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Viewpoint: Colonial history value comes into question

27 Dec 2017 12:00 GMT
Viewpoint: Colonial history value comes into question

Houston, 27 December (Argus) — Weakening demand to ship gasoline from the US Gulf coast into the New York Harbor market has market participants questioning the value of their shipper history along the Colonial Pipeline connecting the two regions.

Shippers who regularly use the pipeline have built history with Colonial, leading to preferential treatment in relation to the distribution of space on the pipeline every cycle. Historically, these shippers have paid premiums of roughly +2¢/USG to maintain their history during times in which arbitrage is unprofitable.

Over the past year, however, negative line space values led many market participants to question the value of this history. Year-to-date, gasoline line space has been negative for more than 91pc of 2017, meaning shippers who were allocated space on the pipeline paid other shippers to use it.

Line space trades involve the sale of a commodity at a line segment's origin — typically Pasadena, Texas — and the purchase of the same commodity at a destination point — typically Linden, New Jersey — which cancels out the original sale. The difference between the two determines the price of line space.

Earlier this year, growing US gasoline inventories left the Gulf coast region replete with product. Coupled with a major Mexican refinery outage in June, there was decreased demand for shipping on Colonial's main gasoline-bearing line, Line 1.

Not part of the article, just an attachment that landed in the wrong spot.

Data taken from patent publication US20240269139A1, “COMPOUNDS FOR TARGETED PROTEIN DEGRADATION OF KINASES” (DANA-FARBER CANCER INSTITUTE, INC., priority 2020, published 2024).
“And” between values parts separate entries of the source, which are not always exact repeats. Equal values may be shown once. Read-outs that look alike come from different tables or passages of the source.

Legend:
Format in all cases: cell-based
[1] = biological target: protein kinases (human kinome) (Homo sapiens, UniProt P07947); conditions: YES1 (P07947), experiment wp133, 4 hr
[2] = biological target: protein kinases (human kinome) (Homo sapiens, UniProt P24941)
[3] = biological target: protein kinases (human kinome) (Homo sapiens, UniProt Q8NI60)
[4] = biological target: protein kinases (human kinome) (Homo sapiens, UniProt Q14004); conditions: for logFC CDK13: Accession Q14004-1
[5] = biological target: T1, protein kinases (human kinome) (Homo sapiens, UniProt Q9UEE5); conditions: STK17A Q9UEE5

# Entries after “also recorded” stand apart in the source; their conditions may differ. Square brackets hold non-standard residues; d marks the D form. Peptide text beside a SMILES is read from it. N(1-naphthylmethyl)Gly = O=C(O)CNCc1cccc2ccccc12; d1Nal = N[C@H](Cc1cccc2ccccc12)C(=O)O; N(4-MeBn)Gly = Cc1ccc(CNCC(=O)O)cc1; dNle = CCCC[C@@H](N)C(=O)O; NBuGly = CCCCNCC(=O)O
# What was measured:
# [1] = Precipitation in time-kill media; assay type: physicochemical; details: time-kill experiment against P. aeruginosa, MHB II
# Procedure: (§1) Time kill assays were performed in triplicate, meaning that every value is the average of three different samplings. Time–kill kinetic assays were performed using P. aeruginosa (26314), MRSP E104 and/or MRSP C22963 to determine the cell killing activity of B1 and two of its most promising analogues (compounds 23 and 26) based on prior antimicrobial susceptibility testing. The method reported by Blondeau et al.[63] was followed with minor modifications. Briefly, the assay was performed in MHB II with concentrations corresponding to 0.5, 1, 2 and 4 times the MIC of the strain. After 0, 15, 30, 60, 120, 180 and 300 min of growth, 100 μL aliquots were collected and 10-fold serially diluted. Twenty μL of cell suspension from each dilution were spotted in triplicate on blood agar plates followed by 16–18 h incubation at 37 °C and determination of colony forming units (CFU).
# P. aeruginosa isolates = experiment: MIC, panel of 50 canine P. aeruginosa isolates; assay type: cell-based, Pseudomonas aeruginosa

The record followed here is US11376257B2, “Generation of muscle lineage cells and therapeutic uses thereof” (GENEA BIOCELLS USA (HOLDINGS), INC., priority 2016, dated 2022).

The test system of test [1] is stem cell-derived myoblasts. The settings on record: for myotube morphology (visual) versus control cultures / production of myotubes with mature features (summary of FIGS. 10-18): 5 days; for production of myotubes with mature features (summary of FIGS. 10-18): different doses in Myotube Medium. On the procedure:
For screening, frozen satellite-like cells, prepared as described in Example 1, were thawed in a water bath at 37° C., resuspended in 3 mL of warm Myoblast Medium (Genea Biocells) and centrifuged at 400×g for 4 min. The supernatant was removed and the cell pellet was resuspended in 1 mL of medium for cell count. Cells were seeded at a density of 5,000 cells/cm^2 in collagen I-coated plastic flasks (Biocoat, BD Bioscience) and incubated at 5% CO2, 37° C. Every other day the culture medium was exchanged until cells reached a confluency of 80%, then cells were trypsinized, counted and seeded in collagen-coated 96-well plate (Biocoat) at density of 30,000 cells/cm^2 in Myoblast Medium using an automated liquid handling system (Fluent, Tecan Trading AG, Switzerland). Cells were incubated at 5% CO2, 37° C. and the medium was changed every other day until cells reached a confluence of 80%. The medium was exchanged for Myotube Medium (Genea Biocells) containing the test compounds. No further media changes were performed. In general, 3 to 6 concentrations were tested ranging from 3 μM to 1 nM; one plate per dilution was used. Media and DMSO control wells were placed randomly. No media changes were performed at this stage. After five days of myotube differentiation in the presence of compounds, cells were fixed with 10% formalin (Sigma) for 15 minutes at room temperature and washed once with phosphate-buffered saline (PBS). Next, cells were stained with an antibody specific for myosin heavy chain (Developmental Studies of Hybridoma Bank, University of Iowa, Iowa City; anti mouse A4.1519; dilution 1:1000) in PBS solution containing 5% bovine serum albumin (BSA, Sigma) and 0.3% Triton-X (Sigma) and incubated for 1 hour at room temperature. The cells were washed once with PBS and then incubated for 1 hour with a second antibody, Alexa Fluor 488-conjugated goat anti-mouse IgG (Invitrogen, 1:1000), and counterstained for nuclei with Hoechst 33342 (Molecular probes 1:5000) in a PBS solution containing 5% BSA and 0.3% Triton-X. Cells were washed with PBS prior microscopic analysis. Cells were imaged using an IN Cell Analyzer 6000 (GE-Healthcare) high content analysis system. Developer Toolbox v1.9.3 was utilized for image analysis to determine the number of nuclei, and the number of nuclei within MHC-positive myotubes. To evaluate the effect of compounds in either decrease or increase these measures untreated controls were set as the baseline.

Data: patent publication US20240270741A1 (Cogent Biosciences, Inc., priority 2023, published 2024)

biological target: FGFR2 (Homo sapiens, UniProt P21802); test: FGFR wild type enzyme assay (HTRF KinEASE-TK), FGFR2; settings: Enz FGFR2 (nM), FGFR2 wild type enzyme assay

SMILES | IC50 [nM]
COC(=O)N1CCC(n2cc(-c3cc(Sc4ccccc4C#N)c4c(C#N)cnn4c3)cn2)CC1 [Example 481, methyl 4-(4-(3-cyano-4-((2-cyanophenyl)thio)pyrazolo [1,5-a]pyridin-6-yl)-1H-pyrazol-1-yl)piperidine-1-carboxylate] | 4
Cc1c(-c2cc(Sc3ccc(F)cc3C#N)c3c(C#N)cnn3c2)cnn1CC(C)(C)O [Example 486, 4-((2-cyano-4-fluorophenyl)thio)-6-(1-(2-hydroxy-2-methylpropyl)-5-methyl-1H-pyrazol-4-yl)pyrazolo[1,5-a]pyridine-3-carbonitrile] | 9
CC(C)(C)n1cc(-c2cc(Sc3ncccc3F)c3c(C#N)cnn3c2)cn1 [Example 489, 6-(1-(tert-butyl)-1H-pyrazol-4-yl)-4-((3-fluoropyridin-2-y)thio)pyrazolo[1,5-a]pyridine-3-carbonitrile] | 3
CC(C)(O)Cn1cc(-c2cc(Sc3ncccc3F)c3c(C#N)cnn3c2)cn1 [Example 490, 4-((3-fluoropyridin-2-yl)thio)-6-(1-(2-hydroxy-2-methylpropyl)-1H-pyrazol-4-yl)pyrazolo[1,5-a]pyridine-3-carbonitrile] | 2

As a result, Line 1 failed to meet allocation for the first time in over five years, meaning there was a surplus of space on the pipeline. This was a signal to shippers that the landscape of the Colonial Pipeline line space market has shifted.

If demand to ship on the pipeline continues to decrease — whether because of seasonality or cycle-to-cycle demand shifts — market participants could eventually be unwilling to cover the cost of their shipper history.

The cost of shipping material from Pasadena into Linden is 5.26¢/USG. The difference in value between those two regions must exceed that figure for a transaction to be profitable for shippers. When the price spread surpasses 5.26¢/USG, it is referred to as an open arbitrage.

Arbitrage opportunities were mostly closed, or unprofitable, in 2017. During this time, line space values averaged -1.421¢/USG, the first time in which the average gasoline line space value for the year was negative.

Over the past three-and-a-half years, gasoline line space values have fluctuated wildly. Prices reached their highest levels on record on 29 December 2014 at +28.5¢/USG when Atlantic coast barrels carried a 33.75¢/USG premium to comparable material in the Gulf coast.

Argus began assessing the value of gasoline line space on 22 May 2014. Line 1 line space values have been negative for 47pc of that time.